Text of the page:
Photo 4: Kudzu overgrowing and killing trees. Photo courtesy of James H. Miller, USDA Forest Service.
As it overgrows other plants, it shades them from the sun and crushes them under its weight, eventually killing them. Where it is established, it can cover acres of land, growing as much as a foot per day! Few other living plants are visible in these areas and, other than insects, animals are also rare (Van Driesche, 2002).
Kudzu is an extremely difficult plant to control due to its quick, dense growth and its resistance to herbicides. Many parts of the roots and stem can form new plants, which makes mowing and manual removal nearly impossible. Careless disposal of the plant can also spread it (Van Driesche, 2002).
Kudzu’s ability to spread from small fragments and overgrow objects is mirrored by the invasive marine algae Caulerpa taxifolia. Unlike kudzu, however, C. taxifolia was not a planned introduction, but an accidentally introduced invasive species with roots in the aquarium industry. It is believed that an aquarium-altered species was created in the Stuttgart Aquarium in Germany, and subsequently spread into the wild from the Oceanographic Museum in Monaco. This was recently confirmed through genetic testing. The aquarium-altered species can thrive in much colder water and can grow up to 10 times as long as the natural strain of C. taxifolia.
Kudzu’s spread on land is limited by the spreading of plant fragments and seeds by humans, animals or the wind. The only method of spreading the aquarium strain of C. taxifolia is the plant's fragmentation (Žuljević & Antolić, 2000) and subsequent transport by currents and ships. This allows C. taxifolia to spread over long distances quickly, and increases the difficulties associated with eradication efforts because even small fragments carried by boats or currents can establish new stands of algae.
Photo 5: Caulerpa taxifolia monospecific habitat in the Mediterranean Sea. Photo courtesy of Ante Žuljević.
The invasion that started near Monaco has spread to over 30,000 acres of seafloor in Spain, France, Italy, Croatia and Tunisia. The same aquarium strain of Caulerpa taxifolia was found in the United States in California in 2000 near San Diego, and was recently found in southern Australia. It is assumed that an aquarium owner emptying water into either the bay or a storm drain introduced it into the wild in these locations. Caulerpa taxifolia invasions have negatively impacted tourism, commercial and recreational fishing, and recreational activities such as SCUBA diving. Its impacts on ecosystems are still being studied, but the invasive algae C. taxifolia is becoming known for creating dense monocultures that are degrading and monopolizing ecosystems wherever it can establish a population.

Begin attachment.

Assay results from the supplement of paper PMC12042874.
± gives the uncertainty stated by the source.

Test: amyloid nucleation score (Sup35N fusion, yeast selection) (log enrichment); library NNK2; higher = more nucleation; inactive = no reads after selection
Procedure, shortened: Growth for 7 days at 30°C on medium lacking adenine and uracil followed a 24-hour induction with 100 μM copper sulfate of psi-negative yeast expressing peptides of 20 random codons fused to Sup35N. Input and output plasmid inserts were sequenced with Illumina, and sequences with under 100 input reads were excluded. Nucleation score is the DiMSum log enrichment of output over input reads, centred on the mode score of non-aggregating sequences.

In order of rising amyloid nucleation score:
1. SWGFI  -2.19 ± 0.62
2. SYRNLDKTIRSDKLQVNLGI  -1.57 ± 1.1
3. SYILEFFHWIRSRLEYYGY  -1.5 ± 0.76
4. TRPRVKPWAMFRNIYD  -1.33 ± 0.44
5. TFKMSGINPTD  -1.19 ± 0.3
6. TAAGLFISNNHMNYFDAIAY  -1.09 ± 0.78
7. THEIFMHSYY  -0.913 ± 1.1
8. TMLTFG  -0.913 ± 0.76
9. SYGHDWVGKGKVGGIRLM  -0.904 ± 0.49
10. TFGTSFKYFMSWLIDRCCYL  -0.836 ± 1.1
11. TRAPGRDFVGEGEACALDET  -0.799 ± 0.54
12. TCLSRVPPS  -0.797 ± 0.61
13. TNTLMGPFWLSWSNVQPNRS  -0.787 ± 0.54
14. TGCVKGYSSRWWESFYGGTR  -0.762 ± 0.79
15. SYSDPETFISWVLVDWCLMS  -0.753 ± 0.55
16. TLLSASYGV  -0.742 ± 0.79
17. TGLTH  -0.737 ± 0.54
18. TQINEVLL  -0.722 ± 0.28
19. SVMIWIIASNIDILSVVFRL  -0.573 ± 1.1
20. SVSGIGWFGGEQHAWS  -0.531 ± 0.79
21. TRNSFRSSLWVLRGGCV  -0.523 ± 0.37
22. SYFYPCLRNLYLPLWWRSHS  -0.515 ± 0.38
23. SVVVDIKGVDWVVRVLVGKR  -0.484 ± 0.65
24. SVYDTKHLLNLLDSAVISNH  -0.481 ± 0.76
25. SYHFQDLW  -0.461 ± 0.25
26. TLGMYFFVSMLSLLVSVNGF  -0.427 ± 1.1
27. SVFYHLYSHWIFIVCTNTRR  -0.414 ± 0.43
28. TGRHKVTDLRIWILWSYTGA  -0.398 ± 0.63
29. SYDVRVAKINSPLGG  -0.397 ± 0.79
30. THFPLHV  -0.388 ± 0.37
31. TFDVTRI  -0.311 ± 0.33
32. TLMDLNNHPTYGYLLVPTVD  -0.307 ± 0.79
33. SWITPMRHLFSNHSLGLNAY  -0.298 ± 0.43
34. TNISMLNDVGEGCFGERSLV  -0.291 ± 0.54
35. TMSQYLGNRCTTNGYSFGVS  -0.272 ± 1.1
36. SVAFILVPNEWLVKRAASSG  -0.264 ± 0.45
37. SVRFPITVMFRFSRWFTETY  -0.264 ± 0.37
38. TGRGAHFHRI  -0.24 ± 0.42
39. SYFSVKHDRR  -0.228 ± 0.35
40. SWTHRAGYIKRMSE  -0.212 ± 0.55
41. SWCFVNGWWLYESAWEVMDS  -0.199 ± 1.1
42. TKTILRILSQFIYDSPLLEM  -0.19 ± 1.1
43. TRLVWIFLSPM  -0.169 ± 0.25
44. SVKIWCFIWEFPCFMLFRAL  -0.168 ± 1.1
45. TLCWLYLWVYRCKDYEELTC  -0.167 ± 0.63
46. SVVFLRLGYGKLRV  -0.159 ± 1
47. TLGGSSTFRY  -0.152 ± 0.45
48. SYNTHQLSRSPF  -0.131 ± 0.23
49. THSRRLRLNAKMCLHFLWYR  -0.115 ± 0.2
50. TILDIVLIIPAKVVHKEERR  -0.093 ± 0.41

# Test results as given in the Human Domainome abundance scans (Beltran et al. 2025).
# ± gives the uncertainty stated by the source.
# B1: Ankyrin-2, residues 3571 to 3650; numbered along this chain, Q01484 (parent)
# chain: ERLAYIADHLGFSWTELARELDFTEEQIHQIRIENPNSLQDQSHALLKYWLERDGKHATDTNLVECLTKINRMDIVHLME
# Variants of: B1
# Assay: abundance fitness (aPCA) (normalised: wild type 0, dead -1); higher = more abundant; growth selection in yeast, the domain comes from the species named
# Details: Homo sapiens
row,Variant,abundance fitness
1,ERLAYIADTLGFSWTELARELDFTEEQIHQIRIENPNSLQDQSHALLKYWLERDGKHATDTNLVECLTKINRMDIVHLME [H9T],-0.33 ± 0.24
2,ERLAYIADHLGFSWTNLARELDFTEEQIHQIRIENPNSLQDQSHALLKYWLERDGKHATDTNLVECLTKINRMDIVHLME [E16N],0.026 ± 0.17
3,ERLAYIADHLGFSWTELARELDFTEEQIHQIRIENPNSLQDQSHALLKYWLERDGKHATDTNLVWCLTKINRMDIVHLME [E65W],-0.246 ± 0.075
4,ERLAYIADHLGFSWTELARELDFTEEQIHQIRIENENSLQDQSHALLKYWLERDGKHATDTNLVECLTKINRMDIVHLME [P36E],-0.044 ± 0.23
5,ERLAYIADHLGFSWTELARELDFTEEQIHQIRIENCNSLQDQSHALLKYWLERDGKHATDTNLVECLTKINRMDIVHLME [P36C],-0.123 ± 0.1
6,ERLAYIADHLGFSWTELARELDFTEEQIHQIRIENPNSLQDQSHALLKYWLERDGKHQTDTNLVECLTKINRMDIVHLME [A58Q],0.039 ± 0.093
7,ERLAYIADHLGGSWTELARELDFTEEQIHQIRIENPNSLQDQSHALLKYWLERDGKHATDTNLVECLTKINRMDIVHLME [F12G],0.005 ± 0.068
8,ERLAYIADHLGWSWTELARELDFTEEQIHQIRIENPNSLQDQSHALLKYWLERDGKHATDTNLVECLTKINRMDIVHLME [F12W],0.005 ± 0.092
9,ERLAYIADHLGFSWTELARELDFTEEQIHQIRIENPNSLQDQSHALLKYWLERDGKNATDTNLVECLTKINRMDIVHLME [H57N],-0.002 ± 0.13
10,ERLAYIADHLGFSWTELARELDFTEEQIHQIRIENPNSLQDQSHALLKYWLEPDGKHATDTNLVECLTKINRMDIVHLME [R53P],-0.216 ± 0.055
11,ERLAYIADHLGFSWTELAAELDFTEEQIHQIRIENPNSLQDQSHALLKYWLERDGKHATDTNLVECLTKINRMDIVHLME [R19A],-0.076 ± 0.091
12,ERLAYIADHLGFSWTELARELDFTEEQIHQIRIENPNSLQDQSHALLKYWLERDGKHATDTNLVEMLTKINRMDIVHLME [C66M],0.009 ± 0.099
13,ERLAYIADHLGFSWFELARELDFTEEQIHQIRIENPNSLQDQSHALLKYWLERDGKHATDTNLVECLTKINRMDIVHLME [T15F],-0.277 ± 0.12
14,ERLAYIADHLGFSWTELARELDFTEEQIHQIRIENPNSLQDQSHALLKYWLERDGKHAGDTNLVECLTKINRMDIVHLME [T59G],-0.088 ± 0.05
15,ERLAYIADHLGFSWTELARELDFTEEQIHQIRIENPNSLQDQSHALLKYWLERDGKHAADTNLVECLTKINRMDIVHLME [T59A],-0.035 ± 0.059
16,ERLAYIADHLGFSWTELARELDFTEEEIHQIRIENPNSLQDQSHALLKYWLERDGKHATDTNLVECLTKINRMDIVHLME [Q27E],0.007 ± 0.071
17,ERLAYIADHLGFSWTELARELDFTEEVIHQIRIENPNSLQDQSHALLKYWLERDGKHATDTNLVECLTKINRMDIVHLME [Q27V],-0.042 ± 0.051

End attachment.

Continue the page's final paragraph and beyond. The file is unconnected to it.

Fungia and Tubastraea
Recently, Pacific coral species that most hobbyists are familiar with have started to appear in the Caribbean. According to Bush et al (2004), the plate coral Fungia scutaria was introduced to a Jamaican reef by a researcher during the 1960s. The reef near the research station was used as a holding area for the corals prior to his experiments. At that time this practice wasn’t of great concern. Unfortunately, the researcher died suddenly and the corals weren’t removed. For the past 35 years divers in the area have been periodically finding and removing small groups of adult Fungia, with the most recent discovery of two in 2003. While they aren’t invasive yet, it’s a scary thought that despite multiple attempts to eradicate them, they’ve managed to persist for so long. They’ve even survived two major hurricanes, several bleaching events and an almost total decline of the natural reef in the area.